See more from this Session: Agriculture, Emissions, and Air Quality
Tuesday, October 18, 2011: 9:05 AM
Henry Gonzalez Convention Center, Room 210A, Concourse Level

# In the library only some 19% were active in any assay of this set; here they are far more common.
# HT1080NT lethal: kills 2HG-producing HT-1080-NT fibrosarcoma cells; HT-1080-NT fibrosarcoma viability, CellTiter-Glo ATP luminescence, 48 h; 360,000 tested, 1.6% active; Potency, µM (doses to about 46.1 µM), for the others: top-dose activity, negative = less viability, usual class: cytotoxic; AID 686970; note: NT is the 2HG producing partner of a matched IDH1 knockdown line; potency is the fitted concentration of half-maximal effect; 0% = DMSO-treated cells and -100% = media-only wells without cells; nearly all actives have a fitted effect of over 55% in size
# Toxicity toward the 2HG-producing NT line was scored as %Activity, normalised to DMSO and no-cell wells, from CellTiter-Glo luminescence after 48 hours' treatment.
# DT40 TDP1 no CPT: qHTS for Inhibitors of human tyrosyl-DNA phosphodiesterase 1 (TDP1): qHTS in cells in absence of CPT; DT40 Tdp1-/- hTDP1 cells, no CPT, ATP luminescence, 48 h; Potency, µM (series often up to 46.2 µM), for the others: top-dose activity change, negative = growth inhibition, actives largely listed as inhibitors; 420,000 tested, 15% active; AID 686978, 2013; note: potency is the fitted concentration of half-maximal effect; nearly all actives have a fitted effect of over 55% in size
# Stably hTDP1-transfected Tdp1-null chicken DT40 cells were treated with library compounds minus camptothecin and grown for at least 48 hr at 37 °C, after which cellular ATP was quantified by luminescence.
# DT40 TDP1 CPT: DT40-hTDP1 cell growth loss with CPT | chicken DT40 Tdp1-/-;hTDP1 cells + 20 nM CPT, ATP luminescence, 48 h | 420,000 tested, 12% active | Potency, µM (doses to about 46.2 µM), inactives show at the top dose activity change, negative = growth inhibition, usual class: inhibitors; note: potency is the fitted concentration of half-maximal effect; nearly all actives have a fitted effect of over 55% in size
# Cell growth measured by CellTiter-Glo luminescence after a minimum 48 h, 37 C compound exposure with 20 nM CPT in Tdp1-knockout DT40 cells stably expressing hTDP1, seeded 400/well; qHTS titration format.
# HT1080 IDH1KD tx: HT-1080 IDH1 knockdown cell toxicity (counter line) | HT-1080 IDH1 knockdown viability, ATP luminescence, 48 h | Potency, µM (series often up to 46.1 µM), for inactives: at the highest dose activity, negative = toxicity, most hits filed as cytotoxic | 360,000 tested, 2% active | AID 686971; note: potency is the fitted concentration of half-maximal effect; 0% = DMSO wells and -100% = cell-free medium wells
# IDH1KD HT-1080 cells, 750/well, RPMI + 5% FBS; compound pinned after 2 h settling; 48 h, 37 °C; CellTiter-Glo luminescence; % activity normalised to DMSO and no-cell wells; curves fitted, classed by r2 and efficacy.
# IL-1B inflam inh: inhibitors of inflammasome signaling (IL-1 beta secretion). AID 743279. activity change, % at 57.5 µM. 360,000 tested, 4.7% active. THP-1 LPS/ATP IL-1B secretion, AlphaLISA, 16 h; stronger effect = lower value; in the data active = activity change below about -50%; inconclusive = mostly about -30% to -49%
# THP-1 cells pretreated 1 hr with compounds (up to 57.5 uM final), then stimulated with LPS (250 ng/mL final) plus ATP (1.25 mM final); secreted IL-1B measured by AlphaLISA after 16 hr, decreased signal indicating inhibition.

Nitrogen fertilizer use has been shown to increase emissions of nitrous oxide, a gas implicated in climate change and stratospheric ozone depletion. However, continued nitrogen inputs are also essential for supporting foreseeable demand for agricultural crops. Management practices that reduce emissions while supporting increased yields need to be specified in protocols to qualify as offsets in carbon trading schemes, and as ecological goods and services. We used several approaches, including meta-analysis, to draw conclusions from the largest possible dataset from Eastern Canadian studies in which nitrous oxide emissions were measured in response to application of nitrogen fertilizer. The objective was to identify specific effects of source, rate, timing and placement on nitrous oxide emissions per unit land area and per unit of crop yield. The findings are to be incorporated into the recently-approved Nitrous Oxide Emission Reduction Protocol, to meet the required standards for scientific backing of coefficients and methodology used in existing and anticipated regulatory mechanisms facilitating the trading of carbon credits.